Visit any household that has kids and chances are there’s a measuring door somewhere near the kitchen. Measuring doors can be identified easily by the progression of fingerprints and pencil marks measuring the growth rate of sprouting children. For me, seeing the miniscule gradations from week to week, month to month, year to year was probably my first realization that change happens, that — despite the seeming sameness of day-to-day comings and goings — we do in fact move through time and space towards a terrible and undefined vanishing point.
UN-philosophically speaking, however, what REALLY mattered to me about the Lee family measuring door was the steadily diminishing distance between my sister, Pat’s growth rate and my own. And in particular, that very special day when MY pencil mark finally nestled one-sixteenth of an inch further from the kitchen baseboard than hers did.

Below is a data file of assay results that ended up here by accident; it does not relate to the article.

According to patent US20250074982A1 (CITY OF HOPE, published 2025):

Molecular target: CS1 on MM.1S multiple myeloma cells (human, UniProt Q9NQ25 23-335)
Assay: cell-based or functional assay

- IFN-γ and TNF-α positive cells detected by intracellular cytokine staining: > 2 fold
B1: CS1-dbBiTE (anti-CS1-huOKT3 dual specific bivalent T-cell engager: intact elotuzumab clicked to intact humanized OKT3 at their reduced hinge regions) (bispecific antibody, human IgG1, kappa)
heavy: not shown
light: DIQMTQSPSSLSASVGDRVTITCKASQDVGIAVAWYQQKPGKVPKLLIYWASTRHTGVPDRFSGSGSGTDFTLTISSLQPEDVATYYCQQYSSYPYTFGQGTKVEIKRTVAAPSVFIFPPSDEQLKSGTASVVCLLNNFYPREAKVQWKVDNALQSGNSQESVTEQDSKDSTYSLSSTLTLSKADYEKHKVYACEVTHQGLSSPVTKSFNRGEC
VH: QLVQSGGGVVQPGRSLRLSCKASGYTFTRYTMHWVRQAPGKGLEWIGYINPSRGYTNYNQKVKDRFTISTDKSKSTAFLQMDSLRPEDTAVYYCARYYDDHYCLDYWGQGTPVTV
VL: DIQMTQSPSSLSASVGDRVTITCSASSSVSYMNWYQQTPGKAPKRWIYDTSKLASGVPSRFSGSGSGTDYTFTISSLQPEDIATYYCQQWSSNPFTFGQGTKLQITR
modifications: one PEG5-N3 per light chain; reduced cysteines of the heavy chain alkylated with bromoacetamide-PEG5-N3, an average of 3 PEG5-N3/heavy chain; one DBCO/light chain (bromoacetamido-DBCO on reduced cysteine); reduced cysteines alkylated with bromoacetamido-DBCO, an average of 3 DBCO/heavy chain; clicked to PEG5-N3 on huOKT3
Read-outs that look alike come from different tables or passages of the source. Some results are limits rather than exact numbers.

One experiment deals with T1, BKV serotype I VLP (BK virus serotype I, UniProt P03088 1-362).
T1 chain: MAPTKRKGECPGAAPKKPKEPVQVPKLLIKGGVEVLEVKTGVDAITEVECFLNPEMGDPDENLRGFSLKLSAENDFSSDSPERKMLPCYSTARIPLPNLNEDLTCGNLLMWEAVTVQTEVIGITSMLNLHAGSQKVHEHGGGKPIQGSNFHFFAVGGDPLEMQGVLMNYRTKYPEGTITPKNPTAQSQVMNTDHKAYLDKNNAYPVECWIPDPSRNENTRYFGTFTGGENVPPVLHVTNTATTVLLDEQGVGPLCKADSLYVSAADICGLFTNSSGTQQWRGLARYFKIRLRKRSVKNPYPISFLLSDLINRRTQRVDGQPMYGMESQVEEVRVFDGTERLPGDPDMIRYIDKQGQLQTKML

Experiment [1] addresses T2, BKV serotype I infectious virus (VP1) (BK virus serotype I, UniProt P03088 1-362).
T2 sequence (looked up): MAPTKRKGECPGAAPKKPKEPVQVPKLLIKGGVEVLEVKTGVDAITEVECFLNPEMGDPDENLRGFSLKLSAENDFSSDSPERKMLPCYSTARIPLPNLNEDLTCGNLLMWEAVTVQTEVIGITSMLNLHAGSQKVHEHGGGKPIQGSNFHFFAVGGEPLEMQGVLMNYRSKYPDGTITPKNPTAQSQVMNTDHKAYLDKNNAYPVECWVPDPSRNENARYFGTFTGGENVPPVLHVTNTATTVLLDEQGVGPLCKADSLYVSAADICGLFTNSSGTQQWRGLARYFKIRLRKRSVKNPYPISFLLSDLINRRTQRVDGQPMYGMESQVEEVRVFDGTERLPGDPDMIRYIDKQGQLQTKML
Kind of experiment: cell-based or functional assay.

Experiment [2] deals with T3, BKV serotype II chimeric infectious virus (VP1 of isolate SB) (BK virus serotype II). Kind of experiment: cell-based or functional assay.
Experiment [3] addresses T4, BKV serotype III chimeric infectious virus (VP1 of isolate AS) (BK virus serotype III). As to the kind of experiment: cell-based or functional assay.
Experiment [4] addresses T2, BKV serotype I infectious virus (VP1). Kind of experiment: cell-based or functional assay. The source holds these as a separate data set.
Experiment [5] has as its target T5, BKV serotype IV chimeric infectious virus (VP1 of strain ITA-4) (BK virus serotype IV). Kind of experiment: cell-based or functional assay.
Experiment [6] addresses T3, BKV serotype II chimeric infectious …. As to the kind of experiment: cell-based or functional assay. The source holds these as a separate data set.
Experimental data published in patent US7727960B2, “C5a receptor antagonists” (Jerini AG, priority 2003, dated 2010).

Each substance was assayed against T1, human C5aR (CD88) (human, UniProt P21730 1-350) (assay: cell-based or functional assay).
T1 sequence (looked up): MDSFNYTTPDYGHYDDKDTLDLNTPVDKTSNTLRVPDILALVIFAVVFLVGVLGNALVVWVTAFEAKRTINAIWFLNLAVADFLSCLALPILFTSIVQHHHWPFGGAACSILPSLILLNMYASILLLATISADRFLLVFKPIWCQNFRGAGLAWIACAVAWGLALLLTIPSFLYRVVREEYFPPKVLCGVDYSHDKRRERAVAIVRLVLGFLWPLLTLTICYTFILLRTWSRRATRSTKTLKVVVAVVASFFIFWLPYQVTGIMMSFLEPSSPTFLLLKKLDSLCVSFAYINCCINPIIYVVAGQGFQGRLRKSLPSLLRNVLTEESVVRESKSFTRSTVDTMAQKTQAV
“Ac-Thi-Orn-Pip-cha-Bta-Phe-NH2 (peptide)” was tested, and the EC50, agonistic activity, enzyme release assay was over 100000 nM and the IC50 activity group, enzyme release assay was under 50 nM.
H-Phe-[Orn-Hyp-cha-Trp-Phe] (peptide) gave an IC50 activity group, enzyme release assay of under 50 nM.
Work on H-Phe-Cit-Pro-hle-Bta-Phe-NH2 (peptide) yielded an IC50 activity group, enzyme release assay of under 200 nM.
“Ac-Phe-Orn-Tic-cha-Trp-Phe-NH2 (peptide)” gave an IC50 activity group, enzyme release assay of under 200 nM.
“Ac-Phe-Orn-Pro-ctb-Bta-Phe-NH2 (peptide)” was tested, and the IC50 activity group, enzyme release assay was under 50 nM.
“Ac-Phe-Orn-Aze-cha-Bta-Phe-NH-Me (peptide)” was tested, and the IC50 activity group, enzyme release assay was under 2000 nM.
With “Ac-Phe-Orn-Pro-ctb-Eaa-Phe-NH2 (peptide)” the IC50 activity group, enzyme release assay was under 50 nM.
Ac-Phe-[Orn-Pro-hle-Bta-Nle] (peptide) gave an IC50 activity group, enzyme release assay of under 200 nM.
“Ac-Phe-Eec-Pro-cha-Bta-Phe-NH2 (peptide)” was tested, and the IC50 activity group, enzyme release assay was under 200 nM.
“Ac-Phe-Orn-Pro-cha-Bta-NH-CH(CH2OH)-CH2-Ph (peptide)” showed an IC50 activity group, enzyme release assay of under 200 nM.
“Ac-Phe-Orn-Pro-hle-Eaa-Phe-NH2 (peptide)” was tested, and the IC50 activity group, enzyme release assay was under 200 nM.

I knocked on Pat’s bedroom door politely because she had her mocking DO NOT DISTURB sign displayed.
“Can’t you READ?“ she howled. The “Rubber Soul” Beatles album played in the background, its groves worn nearly smooth from continuous use.
“Yeah. . . BUT this is really IMPORTANT!“
The door flew open. “What do you WANT?“
“Nah, nah-na, NAH-na!” I hooted. “I’M taller than YOU are!”
“Big, deal!” She slammed the door.
So much for diminishing vanishing points.